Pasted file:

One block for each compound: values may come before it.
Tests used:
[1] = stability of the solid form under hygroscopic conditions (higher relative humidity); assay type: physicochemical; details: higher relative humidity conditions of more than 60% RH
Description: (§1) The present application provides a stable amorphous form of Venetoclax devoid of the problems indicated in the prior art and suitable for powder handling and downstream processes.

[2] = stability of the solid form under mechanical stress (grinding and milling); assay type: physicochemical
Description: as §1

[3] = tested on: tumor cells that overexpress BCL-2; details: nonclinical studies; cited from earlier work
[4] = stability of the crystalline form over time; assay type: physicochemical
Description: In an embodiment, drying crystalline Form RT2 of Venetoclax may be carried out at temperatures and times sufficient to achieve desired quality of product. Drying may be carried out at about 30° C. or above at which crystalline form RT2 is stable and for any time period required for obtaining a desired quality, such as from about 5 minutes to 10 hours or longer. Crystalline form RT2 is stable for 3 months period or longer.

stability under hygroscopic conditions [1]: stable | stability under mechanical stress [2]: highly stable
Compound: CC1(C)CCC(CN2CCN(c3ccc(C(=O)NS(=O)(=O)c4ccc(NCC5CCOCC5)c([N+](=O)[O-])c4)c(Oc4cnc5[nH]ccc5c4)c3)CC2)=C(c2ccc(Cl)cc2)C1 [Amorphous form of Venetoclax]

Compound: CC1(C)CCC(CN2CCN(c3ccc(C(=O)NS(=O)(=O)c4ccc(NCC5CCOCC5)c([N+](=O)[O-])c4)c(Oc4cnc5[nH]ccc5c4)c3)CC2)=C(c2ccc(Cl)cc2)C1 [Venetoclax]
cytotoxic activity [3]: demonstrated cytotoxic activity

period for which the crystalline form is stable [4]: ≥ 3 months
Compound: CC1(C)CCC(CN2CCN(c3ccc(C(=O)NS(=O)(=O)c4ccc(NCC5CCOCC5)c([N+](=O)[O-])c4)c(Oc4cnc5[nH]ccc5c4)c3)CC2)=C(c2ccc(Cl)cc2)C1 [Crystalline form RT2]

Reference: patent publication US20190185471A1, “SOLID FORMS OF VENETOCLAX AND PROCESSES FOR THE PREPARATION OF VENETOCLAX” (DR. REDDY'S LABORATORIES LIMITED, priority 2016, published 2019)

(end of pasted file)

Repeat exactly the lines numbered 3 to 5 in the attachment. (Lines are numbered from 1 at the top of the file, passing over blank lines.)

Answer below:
[1] = stability of the solid form under hygroscopic conditions (higher relative humidity); assay type: physicochemical; details: higher relative humidity conditions of more than 60% RH
Description: (§1) The present application provides a stable amorphous form of Venetoclax devoid of the problems indicated in the prior art and suitable for powder handling and downstream processes.

[2] = stability of the solid form under mechanical stress (grinding and milling); assay type: physicochemical